My SimCity City Thrived Offline For 19 Minutes

I ran a test yesterday. I loaded the always-online SimCity — the game that EA says just can’t made to run offline — and then pulled the proverbial cord. I switched off my internet to see how long I could keep on playing. It didn’t last long, but what I discovered intrigued me.

Prior to the official release of SimCity, I’d already seen that the game could run offline if a signal dropped. I play the game on a laptop (a powerful one!) and my Wi-Fi signal at home isn’t always so hot. So, when I was playing on a press server a few days before release, I’d get a pop-up indicator telling me the network connection was lost. I could keep merrily building my city, and, when the connection came back, there were no hitches.

The folks behind SimCity have long maintained, however, that their game is made to be played online. That requirement isn’t just DRM, they say. It’s for gameplay — for simulating parts of the inter-city gameplay, for doling out challenges.

They say this all the time, up to and including last Friday, when SimCity studio boss Lucy Bradshaw told the website Polygon: “With the way that the game works, we offload a significant amount of the calculations to our servers so that the computations are off the local PCs and are moved into the cloud.” This, she explained, is why an offline is currently a no-go for her team at Maxis. “It wouldn’t be possible to make the game offline without a significant amount of engineering work by our team.”

Yesterday, I tested this assertion. I started playing my city, the mining mecca known as Newer Landland City. I turned off WiFi and then tried to zoom out, check the region and zoom into one of the other cities in my region.

Connection lost. Booted to the game’s title screen.

I turned my Wi-Fi back on and returned to Newer Landland City (heretofore referred to as NLC). I laid down some roads. I probably zoned more residential, because my cities always need more residential.

While I was doing this, I was running Microsoft Network Monitor 3.4, a program that scans your computer’s network usage and shows which applications are talking to the network. You can run this too, and probably should, because I’m not able to tell you a whole lot about the activity I saw. Most of it is Greek to me. What I can tell you is that SimCity.exe connected to Amazon IP addresses in Ireland — presumably Amazon servers used to network the game. For the most part, my game, running on North America East 3, connected to this IP address. Ireland servers? North America East? Who knows how this works! What I do know is that it seemed like my game was talking to the network a lot, several times a minute.

If my city talked to the network that much, then, turning off the Wi-Fi, I expected to see some catastrophes pretty soon.

I did not.

I could continue to lay down roads. I added a recycling plant. I upgraded it. Five minutes into being offline, I got a notification about a neighbouring city.

Fifteen minutes into being offline, I was notified that my garbage trucks had successfully serviced a neighbouring city and made some money off it.

The buildings in NLC seemed to be rising and falling just fine without the network. But what of my exports? NLC is a mining metropolis (well, more like a mining manor), and we export ore and coal. About 18 minutes in, my factories were full. My exports weren’t going out. Because of the lack of an online connection? Or due to my mining facilities working overtime? I’m not sure, because, 19 minutes in, I got the alert you can see atop this story. The game had decided enough was enough. I had to quit to the main menu.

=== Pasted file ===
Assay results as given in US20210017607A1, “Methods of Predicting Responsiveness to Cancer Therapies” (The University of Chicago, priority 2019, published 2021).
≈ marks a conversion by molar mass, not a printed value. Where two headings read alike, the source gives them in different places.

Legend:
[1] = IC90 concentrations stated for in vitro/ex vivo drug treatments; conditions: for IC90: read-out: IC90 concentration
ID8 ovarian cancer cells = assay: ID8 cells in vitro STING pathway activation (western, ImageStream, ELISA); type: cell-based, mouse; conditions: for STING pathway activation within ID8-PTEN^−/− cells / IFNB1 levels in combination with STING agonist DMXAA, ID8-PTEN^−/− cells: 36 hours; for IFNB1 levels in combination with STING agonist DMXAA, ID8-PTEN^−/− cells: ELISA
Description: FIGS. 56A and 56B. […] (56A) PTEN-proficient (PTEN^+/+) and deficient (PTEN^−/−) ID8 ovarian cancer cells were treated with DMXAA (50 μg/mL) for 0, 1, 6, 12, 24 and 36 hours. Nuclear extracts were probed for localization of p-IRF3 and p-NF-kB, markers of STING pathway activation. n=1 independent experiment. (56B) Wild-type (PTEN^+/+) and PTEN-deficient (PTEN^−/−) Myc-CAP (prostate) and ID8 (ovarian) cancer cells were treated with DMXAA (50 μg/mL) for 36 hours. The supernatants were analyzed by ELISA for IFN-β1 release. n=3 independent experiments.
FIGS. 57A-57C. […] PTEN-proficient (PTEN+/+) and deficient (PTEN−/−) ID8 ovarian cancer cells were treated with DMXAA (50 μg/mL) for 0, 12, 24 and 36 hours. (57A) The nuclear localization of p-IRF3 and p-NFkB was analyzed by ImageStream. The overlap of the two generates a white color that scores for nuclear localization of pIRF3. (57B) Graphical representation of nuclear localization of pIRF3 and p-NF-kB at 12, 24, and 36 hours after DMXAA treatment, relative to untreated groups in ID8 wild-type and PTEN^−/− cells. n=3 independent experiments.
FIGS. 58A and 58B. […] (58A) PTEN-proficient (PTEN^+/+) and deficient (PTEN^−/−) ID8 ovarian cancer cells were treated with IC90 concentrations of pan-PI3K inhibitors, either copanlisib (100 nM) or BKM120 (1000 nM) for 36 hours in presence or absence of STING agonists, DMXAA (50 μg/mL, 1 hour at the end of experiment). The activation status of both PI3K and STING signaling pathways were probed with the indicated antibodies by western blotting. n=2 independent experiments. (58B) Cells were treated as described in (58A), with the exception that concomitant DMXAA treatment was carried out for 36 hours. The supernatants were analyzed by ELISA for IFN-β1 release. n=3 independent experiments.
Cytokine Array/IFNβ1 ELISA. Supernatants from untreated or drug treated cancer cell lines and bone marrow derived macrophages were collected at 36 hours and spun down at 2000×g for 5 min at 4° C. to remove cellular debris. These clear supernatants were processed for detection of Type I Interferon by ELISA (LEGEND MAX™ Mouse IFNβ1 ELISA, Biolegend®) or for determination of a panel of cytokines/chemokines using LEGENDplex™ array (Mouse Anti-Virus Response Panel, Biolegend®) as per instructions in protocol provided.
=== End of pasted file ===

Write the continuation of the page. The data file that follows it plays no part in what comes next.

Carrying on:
I then restored my Internet connection, returned to my city and it successfully synched to the region.

What if I had refrained from exports? Could my city have lasted longer? What if I had been playing at standard speed instead of triple-fast cheetah speed? My colleague, Mike Fahey, who runs an education city in the same region on the same server tried to repeat my test while playing at normal speed. He hit the same wall as I did in about 20 minutes.

Last week, I posted the same question about the possibility of an offline mode to Bradshaw that Polygon and others did. Over the weekend, I got a reply.

Me: “SimCity uses its online connection to connect player cities and support online challenges, but it seems clear now that some sort of offline mode would appease many fans. Is EA going to enable this option for the game?”

Bradshaw: “Online connectivity as a creative game design decision was infused into the game’s DNA since its inception and so we’re fully committed to delivering against that experience first. A significant portion of the GlassBox Engine’s calculations are performed on our servers and off of the player’s PCs. It would take a significant amount of engineering work from our team to rewrite the game so that all of those functions are calculated locally without a significant performance hit to the player.”


I don’t make video games. Maxis does. EA does.

I can’t tell how many things were going wrong in my city during the 19 minutes when I played it offline. I don’t know how many calculations weren’t occurring. And, for the record, I enjoy playing the game online with friends in my region.

Those 19 minutes nevertheless provide a glimpse at an alternate to what we’ve been required to experience with the new SimCity. I’ve played an offline version of this game that looked great and seemed to run pretty well. Imagine if we could get more of that.

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